I’m a big fan of Chinese proverbs and also Chinese swearwords, many of which are as commonly used and as time honored as some of the well known English ones. It’s very satisfying to be able to drop an appropriate proverb into your Chinese conversation, and most of them have very interesting origins in Chinese history or legend. 对牛弹琴 (duìniútánqín- playing the violin for a cow, signifying what you’re saying or doing is going right over someone’s head) is a great one, and very useful for teachers when talking about difficult students. Another good one is 不知道他葫芦里卖的是什么药? (I don’t know what medicine he’s got inside his hulu), which is a nice way of insinuating someone is a few sandwiches short of a picnic or up to something dodgy.
For the longest time I thought that nobody swore in China, and then I found out I had been hanging around too many primary school teachers and I just didn’t know the right words! Now I know they swear all the time, particularly bus drivers, and there are very creative ways of using the curse words that we don’t have in English.
Funny stories from your experience? Embarrassing language mistakes, misunderstandings, surreal moments etc.
Too many to tell. One of the problems in speaking a language you don’t know very well is that you can’t always say “pardon?” Or “excuse me, I didn’t understand, can you repeat that’. After you do that more than a couple of times in a conversation, the other person gets impatient and your conversation ends, or even worse, it switches to Chinglish. So the language learner is forced to constantly bluff their way through, saying ‘yes, yes’ even though you have no or very little idea what the other person is saying, and guessing when you don’t fully understand.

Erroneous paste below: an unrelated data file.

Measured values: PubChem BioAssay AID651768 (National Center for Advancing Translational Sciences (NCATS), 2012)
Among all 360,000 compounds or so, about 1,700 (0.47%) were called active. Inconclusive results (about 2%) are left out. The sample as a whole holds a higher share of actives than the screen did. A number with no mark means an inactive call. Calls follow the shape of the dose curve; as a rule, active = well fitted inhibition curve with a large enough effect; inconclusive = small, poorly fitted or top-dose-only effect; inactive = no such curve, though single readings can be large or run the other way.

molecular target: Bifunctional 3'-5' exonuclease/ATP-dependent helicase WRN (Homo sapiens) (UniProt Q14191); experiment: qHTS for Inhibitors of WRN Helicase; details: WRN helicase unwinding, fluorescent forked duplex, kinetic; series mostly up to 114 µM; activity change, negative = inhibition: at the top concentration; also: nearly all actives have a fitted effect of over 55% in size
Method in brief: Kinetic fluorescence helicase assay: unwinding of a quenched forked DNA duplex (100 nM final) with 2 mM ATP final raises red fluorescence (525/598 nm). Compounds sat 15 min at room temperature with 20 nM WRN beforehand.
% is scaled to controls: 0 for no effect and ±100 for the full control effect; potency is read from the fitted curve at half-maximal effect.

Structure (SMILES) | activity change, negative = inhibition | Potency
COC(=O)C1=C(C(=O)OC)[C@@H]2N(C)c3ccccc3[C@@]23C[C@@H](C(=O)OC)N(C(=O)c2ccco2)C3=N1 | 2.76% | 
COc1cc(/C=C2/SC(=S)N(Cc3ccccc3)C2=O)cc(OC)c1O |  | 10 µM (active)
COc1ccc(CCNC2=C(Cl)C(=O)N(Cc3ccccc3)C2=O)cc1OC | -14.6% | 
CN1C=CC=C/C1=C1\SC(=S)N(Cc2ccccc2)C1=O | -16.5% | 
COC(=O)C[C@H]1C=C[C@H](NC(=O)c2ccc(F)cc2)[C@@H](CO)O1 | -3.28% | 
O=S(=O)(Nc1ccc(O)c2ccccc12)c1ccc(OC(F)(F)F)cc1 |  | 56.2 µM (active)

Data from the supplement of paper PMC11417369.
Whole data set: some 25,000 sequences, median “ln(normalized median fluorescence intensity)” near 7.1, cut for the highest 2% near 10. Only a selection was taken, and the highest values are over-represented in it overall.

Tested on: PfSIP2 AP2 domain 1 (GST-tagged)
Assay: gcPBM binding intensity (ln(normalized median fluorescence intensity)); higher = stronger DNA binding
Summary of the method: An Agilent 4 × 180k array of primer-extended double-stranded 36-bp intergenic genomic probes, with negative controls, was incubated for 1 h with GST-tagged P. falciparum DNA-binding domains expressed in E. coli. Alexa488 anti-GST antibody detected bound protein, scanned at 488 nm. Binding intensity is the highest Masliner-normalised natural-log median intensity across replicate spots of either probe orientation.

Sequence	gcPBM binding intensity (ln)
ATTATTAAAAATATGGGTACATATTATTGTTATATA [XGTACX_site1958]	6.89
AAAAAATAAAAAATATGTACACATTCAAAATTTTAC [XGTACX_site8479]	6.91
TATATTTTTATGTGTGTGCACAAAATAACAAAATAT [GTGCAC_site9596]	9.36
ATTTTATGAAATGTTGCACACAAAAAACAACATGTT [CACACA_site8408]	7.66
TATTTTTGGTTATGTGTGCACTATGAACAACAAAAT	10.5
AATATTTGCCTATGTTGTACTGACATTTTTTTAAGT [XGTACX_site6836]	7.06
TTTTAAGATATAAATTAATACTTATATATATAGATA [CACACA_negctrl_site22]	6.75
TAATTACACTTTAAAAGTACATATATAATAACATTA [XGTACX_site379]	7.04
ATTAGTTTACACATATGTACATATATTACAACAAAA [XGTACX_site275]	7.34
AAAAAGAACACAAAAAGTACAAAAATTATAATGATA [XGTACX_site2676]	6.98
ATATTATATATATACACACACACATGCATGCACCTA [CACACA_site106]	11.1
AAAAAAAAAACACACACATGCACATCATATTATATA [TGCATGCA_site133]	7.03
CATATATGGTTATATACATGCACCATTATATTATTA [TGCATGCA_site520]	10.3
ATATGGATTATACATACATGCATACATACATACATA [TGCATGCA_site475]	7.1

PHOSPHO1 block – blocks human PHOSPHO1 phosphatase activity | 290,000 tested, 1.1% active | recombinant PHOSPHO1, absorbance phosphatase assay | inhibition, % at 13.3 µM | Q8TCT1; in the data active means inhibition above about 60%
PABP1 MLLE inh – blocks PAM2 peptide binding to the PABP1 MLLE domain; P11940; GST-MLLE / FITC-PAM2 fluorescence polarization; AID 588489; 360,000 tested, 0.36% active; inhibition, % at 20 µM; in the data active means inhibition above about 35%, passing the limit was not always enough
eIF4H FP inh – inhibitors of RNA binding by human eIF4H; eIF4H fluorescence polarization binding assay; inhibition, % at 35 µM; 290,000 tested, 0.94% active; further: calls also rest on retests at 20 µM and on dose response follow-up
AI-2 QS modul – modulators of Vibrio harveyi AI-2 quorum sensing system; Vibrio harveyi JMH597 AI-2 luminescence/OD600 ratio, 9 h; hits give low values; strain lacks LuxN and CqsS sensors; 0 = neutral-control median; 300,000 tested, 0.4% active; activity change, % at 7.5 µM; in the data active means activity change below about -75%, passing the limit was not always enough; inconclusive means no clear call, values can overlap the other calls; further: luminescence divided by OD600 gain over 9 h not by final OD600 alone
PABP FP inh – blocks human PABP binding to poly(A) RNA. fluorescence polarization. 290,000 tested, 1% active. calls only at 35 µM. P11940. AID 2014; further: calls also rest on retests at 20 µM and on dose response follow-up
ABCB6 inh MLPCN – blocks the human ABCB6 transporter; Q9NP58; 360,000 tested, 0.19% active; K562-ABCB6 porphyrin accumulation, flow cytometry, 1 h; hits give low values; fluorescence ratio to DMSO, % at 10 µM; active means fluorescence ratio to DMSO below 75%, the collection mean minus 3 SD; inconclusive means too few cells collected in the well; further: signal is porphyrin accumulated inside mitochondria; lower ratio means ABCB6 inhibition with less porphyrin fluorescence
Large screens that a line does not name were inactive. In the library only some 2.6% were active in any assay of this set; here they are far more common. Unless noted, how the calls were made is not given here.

One time, after being in China for over a year, for some reason I still hadn’t learnt the common word 美女 (měinǚ- pretty girl). I was having a great conversation with my hairdresser, we got to talking about women, and he popped me this question: 新西兰有美女吗？ (Are there hot girls in New Zealand?) Not knowing this word, I heard the question as “新西兰有没有女的? (Are there women in New Zealand?) I thought this was a bit of strange question, but you get a lot of strange questions in small town China, and the hairdresser was holding a razor at the time, so I took it seriously and answered “当然有， 哪儿都有女的” (Of course, there are women everywhere). The result was we had a good laugh and I learned a very useful new word.
Any memorable milestones? Any, “Aha!”, or eureka moments?
A big milestone in my Chinese learning career was learning to read a menu. When I first went to restaurants in China, I had to point to order, which was risky and often ended up in sadness. After a while I learned how to say my favourite dishes, so I just repeated those, which was great but I always ate the same thing. Finally I learnt how to read menus, and that opened up a new culinary world for me and made eating out a much nicer experience. Not only was I able to avoid any dishes with the characters for ‘intestine’ or ‘silkworm’, but I was able to order the specials of the day, and avoid the English menu or picture menu in the big restaurants, which tend to be all the overpriced dishes. After mastering this skill, I became the main dish orderer for foreign teacher restaurant excursions.
Do you have one last tip for something that our readers can do TODAY to improve their Chinese?
Go to China and/or get yourself a Chinese boy/girl friend are the obvious answers, because that will maximize your motivation and opportunity. I don’t have any other special tips – there are no shortcuts to learning a language, it’s all practice (only 10,000 hours to become an expert!). Practice that most closely approximates your actual intended use is far better than abstract practice like drills or exercises, but no practice is going to be very useful if you don’t enjoy it and can’t stick to it for long periods. Good luck and have fun
Thanks very much to Hamish for sharing his stories, tips, and Kiwi wit! If you’d like to be featured as a language learner in this series, email me at email@example.com.